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Jonathan Kremser

Dr. Jonathan Kremser

Opioids. It's the class of street and prescription drugs at the heart of a startlingly deadly epidemic striking nearly every community across the country. In fact, one in four families struggle with a substance abuse problem in Pennsylvania, according to the Drug Enforcement Agency (DEA), and nearly every 15 minutes someone in America dies from a related overdose.

In January, Governor Tom Wolf's was among the first to go on offense, creating a Proclamation of Disaster Emergency within Pennsylvania, to address the devastating problem of opioid addiction across the commonwealth. The results of the proclamation include better collaboration among state agencies, and additional resources for law enforcement and other first responders.  Among the experts leading these sweeping initiatives was our own Dr. Jonathan Kremser, associate professor and chair of Kutztown University's Criminal Justice program.

Since 2011, Kremser has been a member of the Pennsylvania Commission on Crime and Delinquency Diversion Subcommittee in Harrisburg. This summer, the educator and former U.S. Navy weapons instructor presented at the United Nations Office of Drugs and Crime (UNODC) in Vienna, Austria. His presentation "Breaking Barriers: Coordinating Healthcare and Police Response to the Heroin and Opioid Epidemic in the United States" was part of the 29th Annual Meeting of the International Police Executive Symposium.

More than 80 police researchers and practitioners from around the world gathered in Vienna at UNODC to facilitate cross-cultural, international and interdisciplinary exchanges with the goal of enriching the policing professions. Attendees were from all over the globe including Australia, Austria, Bahrain, Canada, Congo, Ghana, Germany, Iceland, India, Japan, Kosovo, Libya, Nepal, Norway, Portugal, Serbia, South Africa, Uganda, United Kingdom and the U.S.  Dr. Kremser's paper, which was the basis for his presentation, focused on the crisis and Wolf's groundbreaking initiatives.

"This proclamation is likely the first of its kind. It is the first disaster proclamation to ever address a manmade crisis; usually it is reserved for natural disasters," Kremser said. "The opioid epidemic is unlike anything I have ever seen. I wanted to examine Pennsylvania's unique response to it through this proclamation."

Kremser said the response to his presentation from most of the non-U.S. attendees was one of surprise; they did not realize how widespread of an issue this is in America. On the other hand, his presentation resonated with attendees from Ohio and New Jersey as a similar opioid crisis exists in their states.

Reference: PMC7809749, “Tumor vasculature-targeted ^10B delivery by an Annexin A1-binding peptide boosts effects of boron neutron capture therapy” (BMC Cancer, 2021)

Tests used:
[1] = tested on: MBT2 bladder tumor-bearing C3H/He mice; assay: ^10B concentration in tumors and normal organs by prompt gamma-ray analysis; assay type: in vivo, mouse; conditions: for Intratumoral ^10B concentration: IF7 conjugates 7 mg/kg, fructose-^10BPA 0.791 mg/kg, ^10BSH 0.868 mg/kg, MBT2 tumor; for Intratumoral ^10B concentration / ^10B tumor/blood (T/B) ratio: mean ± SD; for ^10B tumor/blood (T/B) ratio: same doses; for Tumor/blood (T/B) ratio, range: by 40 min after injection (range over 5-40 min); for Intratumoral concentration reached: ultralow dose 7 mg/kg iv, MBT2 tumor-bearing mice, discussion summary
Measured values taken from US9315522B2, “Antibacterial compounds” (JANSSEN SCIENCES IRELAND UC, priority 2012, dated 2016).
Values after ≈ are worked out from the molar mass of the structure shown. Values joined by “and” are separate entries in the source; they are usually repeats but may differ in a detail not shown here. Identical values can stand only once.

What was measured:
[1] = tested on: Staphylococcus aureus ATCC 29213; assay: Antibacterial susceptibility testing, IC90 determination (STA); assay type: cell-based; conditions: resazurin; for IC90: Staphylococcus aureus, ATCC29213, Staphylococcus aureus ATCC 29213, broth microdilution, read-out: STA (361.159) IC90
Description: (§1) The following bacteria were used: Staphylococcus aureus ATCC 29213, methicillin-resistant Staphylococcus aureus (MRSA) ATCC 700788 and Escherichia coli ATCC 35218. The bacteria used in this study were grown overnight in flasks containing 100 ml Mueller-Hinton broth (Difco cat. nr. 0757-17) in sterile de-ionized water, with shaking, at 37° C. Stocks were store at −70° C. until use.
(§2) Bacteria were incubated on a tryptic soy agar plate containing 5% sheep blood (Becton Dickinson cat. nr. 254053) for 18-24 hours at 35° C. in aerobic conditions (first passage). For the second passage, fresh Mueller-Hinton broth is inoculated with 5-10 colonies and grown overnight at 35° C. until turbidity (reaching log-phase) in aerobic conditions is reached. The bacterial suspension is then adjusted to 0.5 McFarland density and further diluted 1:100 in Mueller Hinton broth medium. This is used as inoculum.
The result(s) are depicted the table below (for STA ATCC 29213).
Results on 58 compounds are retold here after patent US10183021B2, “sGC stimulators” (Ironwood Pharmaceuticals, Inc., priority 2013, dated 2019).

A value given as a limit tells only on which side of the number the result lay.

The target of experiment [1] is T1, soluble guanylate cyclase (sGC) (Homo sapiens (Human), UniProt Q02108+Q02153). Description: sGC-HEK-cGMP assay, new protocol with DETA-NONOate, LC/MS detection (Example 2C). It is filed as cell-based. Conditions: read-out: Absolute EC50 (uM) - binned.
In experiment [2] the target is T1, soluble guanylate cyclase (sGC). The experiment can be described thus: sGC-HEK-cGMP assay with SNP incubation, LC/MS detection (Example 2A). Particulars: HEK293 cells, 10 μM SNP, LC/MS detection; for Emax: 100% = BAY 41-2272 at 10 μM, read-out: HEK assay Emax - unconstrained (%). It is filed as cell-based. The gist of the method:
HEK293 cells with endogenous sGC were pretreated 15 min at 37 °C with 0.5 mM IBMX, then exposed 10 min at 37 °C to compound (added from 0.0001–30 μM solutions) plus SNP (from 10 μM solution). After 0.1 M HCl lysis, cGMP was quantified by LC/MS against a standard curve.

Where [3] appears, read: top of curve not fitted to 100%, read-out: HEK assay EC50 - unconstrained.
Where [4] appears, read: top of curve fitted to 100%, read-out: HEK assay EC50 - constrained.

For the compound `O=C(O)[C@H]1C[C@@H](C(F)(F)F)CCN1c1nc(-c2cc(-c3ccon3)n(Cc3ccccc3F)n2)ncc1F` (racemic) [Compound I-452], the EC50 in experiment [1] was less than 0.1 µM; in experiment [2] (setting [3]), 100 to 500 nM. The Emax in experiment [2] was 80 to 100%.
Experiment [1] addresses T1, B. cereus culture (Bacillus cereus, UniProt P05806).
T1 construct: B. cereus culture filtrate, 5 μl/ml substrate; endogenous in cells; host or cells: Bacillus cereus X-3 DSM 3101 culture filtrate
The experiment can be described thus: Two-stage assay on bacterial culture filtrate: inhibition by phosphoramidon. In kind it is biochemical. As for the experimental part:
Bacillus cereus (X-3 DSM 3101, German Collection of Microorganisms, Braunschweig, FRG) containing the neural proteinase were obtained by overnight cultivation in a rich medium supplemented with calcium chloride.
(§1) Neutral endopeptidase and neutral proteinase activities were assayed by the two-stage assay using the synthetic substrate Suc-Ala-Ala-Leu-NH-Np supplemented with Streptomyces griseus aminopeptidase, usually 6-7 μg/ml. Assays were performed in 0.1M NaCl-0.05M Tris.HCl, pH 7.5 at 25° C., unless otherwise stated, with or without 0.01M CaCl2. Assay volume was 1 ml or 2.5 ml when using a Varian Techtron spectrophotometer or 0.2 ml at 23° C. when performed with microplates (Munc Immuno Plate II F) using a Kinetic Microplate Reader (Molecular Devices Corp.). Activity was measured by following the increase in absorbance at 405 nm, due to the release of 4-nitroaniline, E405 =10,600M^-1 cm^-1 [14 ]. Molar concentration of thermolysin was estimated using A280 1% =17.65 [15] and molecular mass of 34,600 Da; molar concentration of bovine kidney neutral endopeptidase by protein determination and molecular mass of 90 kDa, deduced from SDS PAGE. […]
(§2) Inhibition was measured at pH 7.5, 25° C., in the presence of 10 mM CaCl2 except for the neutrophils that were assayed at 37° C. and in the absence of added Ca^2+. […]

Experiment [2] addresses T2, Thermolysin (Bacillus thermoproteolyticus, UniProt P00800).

"The proclamation in Pennsylvania is streamlining the response to the epidemic, which is making resources and information more readily available, along with improving data collection and communication. All of this is saving lives," Kremser said. "We are seeing that emergency responders have been administering more Naloxone, the generic version of Narcan. They also are able to leave Naloxone behind in case the person overdoses again."

Since the start of the proclamation, there has been an increase in the number of calls to the statewide hotline, which means more people are getting connected to services. But beyond this streamlined reactive approach to the epidemic, Kremser said a proactive approach is also required.

Dr. Jonathan Kremser speaking at UN symposium in Vienna, Austria

"We can't change people's behaviors. We can treat them afterwards, but we need to do something proactive to try to stop this. Prevention is key and that starts with limiting the number and length of opioid prescriptions, along with better hot spot identification" Kremser said. "Since the proclamation, the number of prescribed opioids has gone down 14 percent."

This is not the first time Kremser has been invited to present at an international conference, his expertise has been tapped multiple times before. He presented in 2012 in Canada about school surveillance during the First World War, in 2015 in Sweden about situational crime prevention, and most recently in 2018 in Switzerland where he discussed the role of youth court diversion. 

His work in the area of juvenile diversion helps provide criminal justice professionals and school administrators across Pennsylvania with alternative ways to address the needs of young, non-violent offenders while protecting the community.

Kremser said he is grateful to KU for these opportunities.

"Kutztown has provided resources which allow me to collaborate with researchers internationally in order to address critical issues within our local communities. There is also ample opportunity to collaborate with other faculty at KU who are experts in their fields," Kremser said.

"Our students benefit from world-class faculty such as Dr. Kremser at Kutztown. We are excited and proud of him for being invited to share his research on the world's stage," said Dr. David Beougher, dean of the College of Liberal Arts and Sciences at KU. "His research is especially significant given the opioid epidemic's impact on Pennsylvania right now."

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